The McDougall diet for multiple sclerosis (MS) is a diet created by John McDougall, MD, who is also a nutrition expert. The diet is based on starches. Starches are a category of food that are vegetable in matter but also have a lot of calories, such as beans, corn, sweet potatoes and rice. The diet also includes nonstarchy green, red, purple and yellow vegetables -- such as kale, broccoli and cauliflower -- and some fruits, grains, rice, tubers and legumes. The McDougall diet avoids meats, dairy, oils and processed foods.
1 AnswerThe Wahls protocol (diet) was developed by Terry Wahls, MD, who was diagnosed with multiple sclerosis (MS) in 2000. Ultimately, this protocol is a new way of eating based on Paleo principles, but organized to maximize these nutrients that are important to the brain. Dr. Wahls tracks 36 vitamins, minerals, essential fats and antioxidants in the diet.
The Wahls diet basically means adding more leafy green vegetables to your diet: sulfurrich vegetables like cabbage, mushrooms and the onion family; deeply pigmented foods like carrots, beets and berries; grass-fed meats; wild fish and seaweed. The Wahls diet avoids wheat, grains, legumes and dairy.
As people progress in the diet, they transition from their existing way of eating to a more nutrientdense and lowglycemic way of eating that Wahls proposes is better for their brain health.
1 AnswerMark Hyman, MD, answeredThe best non-gluten sources of fiber are all types of vegetables and fruits, nuts, seeds, beans, and whole grains outside of wheat (quinoa and buckwheat). Watch as functional medicine expert Mark Hyman, MD, shares some gluten-free sources of fiber.
1 AnswerNatalie Castro-Romero, MS, RD, Nutrition & Dietetics, answered on behalf of Baptist Health South FloridaHave you ever wondered how many calories are in that burrito you just ordered? Are you curious about that bowl of broccoli and cheese soup or tub of movie popcorn? Thanks to new regulations released from the U.S. Food and Drug Administration (FDA), you’ll soon have more information about the items offered in restaurants and food-service establishments with 20 or more locations by November 15, 2015, when new FDA regulations go into effect. Health and nutrition experts say that while this added knowledge provides important weight-loss and health-maintenance tools, you should combine that calorie information with some diet wisdom: all calories are not created equal.
1 AnswerMichael Breus, PhD, Psychology, answeredWhat you eat at the end of the day can have a dramatic effect on how you sleep at night. Watch as sleep specialist Michael Breus, PhD, explains how a food curfew can help you properly digest what you've eaten in time to get a great night's sleep.
1 AnswerHealthCorps answeredIn an effort to cut down on unhealthy saturated fats, most food experts suggest limiting red meat consumption and choosing the leanest cuts when possible. Even white meats, such as turkey and chicken, have saturated fat, especially if you eat the skin. If you're interested in adding more plant-based proteins to your diet in place of meat, you have plenty of choices. Along with nuts, seeds, legumes and beans, here are a few to consider:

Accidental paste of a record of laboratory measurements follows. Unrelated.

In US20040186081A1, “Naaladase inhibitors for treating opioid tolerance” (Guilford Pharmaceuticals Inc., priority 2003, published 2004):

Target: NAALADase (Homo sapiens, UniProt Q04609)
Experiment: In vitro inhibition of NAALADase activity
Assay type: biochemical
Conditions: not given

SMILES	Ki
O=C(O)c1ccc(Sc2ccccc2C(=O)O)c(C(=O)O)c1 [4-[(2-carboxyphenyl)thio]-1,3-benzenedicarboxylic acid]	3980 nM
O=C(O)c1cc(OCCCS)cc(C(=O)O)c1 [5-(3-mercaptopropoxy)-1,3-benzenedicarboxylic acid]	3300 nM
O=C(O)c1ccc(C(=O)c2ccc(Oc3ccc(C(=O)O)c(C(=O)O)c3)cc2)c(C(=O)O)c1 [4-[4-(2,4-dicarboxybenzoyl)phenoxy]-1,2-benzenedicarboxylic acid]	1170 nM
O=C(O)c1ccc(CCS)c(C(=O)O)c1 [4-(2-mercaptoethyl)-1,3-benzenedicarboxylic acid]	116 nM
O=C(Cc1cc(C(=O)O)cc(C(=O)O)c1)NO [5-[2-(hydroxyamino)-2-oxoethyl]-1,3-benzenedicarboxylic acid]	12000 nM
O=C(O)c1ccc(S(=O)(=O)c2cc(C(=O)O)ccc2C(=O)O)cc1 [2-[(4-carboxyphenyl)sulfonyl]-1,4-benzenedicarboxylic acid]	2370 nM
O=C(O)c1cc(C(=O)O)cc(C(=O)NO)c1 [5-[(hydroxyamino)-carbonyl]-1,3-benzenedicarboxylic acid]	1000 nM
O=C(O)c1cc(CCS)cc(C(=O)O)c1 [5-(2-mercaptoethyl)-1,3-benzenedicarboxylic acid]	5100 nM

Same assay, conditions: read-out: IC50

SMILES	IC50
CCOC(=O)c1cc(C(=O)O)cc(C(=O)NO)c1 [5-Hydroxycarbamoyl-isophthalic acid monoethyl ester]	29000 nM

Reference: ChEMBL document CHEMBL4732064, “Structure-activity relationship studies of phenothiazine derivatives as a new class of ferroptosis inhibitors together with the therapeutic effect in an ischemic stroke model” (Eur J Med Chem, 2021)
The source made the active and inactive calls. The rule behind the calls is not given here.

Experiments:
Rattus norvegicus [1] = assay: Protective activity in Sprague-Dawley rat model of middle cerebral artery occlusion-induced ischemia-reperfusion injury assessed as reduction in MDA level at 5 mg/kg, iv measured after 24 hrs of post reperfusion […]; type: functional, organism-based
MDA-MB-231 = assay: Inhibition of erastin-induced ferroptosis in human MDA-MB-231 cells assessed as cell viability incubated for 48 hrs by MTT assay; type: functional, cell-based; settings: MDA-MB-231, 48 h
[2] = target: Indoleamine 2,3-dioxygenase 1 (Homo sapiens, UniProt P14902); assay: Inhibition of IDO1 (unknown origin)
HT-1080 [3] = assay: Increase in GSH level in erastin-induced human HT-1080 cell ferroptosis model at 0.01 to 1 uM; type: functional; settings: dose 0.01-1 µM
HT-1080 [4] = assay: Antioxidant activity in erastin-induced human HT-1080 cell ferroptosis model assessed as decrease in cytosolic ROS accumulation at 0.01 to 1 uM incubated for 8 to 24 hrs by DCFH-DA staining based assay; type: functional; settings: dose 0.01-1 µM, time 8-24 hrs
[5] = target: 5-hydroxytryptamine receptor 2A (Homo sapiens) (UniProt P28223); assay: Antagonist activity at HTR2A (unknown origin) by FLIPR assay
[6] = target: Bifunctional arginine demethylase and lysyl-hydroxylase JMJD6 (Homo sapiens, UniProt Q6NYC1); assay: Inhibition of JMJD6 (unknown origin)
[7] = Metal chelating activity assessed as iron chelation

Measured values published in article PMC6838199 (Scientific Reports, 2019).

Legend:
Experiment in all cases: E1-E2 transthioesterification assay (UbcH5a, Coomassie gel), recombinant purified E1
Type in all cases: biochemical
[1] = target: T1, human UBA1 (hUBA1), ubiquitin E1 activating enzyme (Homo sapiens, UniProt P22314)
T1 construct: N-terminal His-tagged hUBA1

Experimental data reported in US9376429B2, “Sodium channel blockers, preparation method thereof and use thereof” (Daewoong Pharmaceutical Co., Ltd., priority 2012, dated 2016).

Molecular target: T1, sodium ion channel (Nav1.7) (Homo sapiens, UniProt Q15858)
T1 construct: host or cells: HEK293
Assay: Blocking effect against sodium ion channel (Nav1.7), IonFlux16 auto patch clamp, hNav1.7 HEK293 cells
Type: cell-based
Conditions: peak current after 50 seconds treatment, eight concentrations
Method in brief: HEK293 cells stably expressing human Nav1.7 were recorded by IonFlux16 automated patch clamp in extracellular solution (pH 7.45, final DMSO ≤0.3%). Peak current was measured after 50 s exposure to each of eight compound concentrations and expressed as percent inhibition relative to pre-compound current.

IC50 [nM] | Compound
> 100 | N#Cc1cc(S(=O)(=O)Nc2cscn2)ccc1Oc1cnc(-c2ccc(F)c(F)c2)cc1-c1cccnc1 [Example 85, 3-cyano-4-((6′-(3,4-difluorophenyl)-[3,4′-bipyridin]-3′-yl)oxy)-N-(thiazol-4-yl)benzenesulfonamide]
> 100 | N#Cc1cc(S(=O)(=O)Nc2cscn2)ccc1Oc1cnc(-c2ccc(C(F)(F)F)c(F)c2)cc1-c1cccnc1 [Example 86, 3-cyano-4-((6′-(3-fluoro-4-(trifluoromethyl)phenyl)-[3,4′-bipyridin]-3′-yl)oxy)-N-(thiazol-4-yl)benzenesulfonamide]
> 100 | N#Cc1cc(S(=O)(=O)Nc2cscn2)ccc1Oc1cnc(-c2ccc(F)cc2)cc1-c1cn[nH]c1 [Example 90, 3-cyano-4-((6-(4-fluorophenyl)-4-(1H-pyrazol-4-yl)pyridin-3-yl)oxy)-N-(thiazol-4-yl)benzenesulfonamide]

- Peas: one cup of peas contains about 9 grams of protein.
- Hemp seeds: one ounce has about 10 grams of protein. It pairs well with Greek yogurt, which is also protein-packed.
- Broccoli: one cup, cooked, has about 7 grams of protein.
- Lentils: one cup cooked has 18 grams of protein
- Quinoa: one cup cooked has 9 grams of protein
2 AnswersStefanie Sacks, MS, Nutrition & Dietetics, answeredEating healthfully is about balance. Based on my personal and professional experience, it is ideal to give your body a variety of all macronutrients (carboyhydrates, proteins and fats) at each meal. Considering color, texture and flavor is also important.
Find out more about this book:What the Fork Are You Eating?: An Action Plan for Your Pantry and Plate
1 AnswerEnvironmental Working Group (EWG) answeredSome American adults get too little vitamin D, vitamin E, magnesium, calcium, vitamin A and vitamin C. More than 40% of adults have dietary intakes of vitamin A, C, D and E, calcium and magnesium below the average requirement for their age and gender. Inadequate intake of vitamins and minerals is most common among 14-to-18-year-old teenagers.
Adolescent girls have lower nutrient intake than boys. But nutrient deficiencies are rare among younger American children; the exceptions are dietary vitamin D and E, for which intake is low for all Americans, and calcium. Approximately one-fifth of two-to-eight-year-old children don’t get enough calcium in their diets, compared to a half of adults and four-fifths of 14-to-18-year-old girls.
1 AnswerAmy Myers, MD, Family Medicine, answeredCorn is a hidden ingredient in many foods, so you may experience symptoms of a corn sensitivity and not even know it. Watch functional medicine specialist Amy Myers, MD, share common names for corn, and what you can substitute for corn in your diet.
1 AnswerJanet Brill, PhD, RD, Nutrition & Dietetics, answeredEating undercooked beans can be toxic, as they contain a protein called lectin that can cause many GI issues. Watch nutritionist Janet Brill, PhD/RD, discuss why it's key to fully cook your beans, and the symptoms you can experience if you don't.